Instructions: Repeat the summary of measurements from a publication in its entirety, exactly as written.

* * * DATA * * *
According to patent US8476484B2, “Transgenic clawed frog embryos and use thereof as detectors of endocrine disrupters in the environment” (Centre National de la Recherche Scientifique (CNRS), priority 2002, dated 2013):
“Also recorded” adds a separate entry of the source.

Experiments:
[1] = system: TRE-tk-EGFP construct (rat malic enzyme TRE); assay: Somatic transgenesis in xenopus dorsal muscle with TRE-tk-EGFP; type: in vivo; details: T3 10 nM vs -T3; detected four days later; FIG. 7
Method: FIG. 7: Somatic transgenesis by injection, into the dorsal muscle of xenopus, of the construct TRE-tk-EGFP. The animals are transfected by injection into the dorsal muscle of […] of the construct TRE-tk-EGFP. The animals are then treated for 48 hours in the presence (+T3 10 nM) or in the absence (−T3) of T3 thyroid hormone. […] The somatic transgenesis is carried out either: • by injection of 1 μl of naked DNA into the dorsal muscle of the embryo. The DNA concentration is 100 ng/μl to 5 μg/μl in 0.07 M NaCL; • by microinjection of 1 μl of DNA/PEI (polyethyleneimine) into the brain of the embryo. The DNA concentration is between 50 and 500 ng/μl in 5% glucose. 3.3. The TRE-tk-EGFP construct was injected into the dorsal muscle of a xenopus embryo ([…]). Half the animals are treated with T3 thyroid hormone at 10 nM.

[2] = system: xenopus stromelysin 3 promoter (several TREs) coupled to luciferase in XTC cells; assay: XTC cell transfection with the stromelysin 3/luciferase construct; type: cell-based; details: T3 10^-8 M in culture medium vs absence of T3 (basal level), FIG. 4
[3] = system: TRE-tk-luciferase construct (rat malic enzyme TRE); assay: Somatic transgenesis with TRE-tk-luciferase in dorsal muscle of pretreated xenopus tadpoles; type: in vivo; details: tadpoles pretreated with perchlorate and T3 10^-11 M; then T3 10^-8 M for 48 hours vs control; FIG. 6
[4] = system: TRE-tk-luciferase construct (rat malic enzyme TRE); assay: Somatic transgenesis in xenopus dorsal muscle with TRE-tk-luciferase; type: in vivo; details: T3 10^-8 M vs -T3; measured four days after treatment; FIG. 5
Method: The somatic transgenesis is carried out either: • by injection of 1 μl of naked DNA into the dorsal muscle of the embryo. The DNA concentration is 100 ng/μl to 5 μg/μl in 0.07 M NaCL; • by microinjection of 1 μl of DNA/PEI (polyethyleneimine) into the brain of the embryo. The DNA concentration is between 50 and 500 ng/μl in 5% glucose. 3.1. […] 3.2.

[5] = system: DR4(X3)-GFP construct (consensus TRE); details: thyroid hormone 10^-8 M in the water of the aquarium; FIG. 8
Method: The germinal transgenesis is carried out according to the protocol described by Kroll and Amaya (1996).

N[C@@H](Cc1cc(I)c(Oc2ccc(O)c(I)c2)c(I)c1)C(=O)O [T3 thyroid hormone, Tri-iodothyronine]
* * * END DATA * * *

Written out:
According to patent US8476484B2, “Transgenic clawed frog embryos and use thereof as detectors of endocrine disrupters in the environment” (Centre National de la Recherche Scientifique (CNRS), priority 2002, dated 2013):
“Also recorded” adds a separate entry of the source.

Experiments:
[1] = system: TRE-tk-EGFP construct (rat malic enzyme TRE); assay: Somatic transgenesis in xenopus dorsal muscle with TRE-tk-EGFP; type: in vivo; details: T3 10 nM vs -T3; detected four days later; FIG. 7
Method: FIG. 7: Somatic transgenesis by injection, into the dorsal muscle of xenopus, of the construct TRE-tk-EGFP. The animals are transfected by injection into the dorsal muscle of […] of the construct TRE-tk-EGFP. The animals are then treated for 48 hours in the presence (+T3 10 nM) or in the absence (−T3) of T3 thyroid hormone. […] The somatic transgenesis is carried out either: • by injection of 1 μl of naked DNA into the dorsal muscle of the embryo. The DNA concentration is 100 ng/μl to 5 μg/μl in 0.07 M NaCL; • by microinjection of 1 μl of DNA/PEI (polyethyleneimine) into the brain of the embryo. The DNA concentration is between 50 and 500 ng/μl in 5% glucose. 3.3. The TRE-tk-EGFP construct was injected into the dorsal muscle of a xenopus embryo ([…]). Half the animals are treated with T3 thyroid hormone at 10 nM.

[2] = system: xenopus stromelysin 3 promoter (several TREs) coupled to luciferase in XTC cells; assay: XTC cell transfection with the stromelysin 3/luciferase construct; type: cell-based; details: T3 10^-8 M in culture medium vs absence of T3 (basal level), FIG. 4
[3] = system: TRE-tk-luciferase construct (rat malic enzyme TRE); assay: Somatic transgenesis with TRE-tk-luciferase in dorsal muscle of pretreated xenopus tadpoles; type: in vivo; details: tadpoles pretreated with perchlorate and T3 10^-11 M; then T3 10^-8 M for 48 hours vs control; FIG. 6
[4] = system: TRE-tk-luciferase construct (rat malic enzyme TRE); assay: Somatic transgenesis in xenopus dorsal muscle with TRE-tk-luciferase; type: in vivo; details: T3 10^-8 M vs -T3; measured four days after treatment; FIG. 5
Method: The somatic transgenesis is carried out either: • by injection of 1 μl of naked DNA into the dorsal muscle of the embryo. The DNA concentration is 100 ng/μl to 5 μg/μl in 0.07 M NaCL; • by microinjection of 1 μl of DNA/PEI (polyethyleneimine) into the brain of the embryo. The DNA concentration is between 50 and 500 ng/μl in 5% glucose. 3.1. […] 3.2.

[5] = system: DR4(X3)-GFP construct (consensus TRE); details: thyroid hormone 10^-8 M in the water of the aquarium; FIG. 8
Method: The germinal transgenesis is carried out according to the protocol described by Kroll and Amaya (1996).

N[C@@H](Cc1cc(I)c(Oc2ccc(O)c(I)c2)c(I)c1)C(=O)O [T3 thyroid hormone, Tri-iodothyronine]